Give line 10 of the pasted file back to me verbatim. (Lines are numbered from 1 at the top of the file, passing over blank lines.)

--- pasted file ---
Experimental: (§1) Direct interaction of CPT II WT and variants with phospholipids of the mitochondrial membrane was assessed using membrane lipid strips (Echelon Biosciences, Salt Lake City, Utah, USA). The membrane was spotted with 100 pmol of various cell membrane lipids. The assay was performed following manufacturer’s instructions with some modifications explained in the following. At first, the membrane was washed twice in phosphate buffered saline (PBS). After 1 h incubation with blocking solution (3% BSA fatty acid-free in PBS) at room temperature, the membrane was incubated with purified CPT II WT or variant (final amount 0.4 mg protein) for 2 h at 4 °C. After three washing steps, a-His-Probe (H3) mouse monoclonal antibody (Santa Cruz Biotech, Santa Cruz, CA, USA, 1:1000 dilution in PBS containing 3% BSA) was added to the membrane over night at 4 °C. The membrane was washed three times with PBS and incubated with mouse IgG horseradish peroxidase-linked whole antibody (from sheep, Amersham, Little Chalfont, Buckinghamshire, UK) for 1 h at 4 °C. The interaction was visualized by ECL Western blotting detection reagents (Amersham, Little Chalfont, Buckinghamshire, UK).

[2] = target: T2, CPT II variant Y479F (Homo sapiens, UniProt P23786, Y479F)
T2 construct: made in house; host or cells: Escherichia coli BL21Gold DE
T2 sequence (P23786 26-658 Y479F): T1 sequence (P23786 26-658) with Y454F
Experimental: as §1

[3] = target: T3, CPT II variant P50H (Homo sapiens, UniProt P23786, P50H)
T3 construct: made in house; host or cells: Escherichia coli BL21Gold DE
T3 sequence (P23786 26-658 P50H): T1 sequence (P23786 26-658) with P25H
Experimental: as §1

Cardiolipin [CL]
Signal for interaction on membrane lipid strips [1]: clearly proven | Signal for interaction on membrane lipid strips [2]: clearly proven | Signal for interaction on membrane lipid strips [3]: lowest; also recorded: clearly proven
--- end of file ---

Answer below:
Cardiolipin [CL]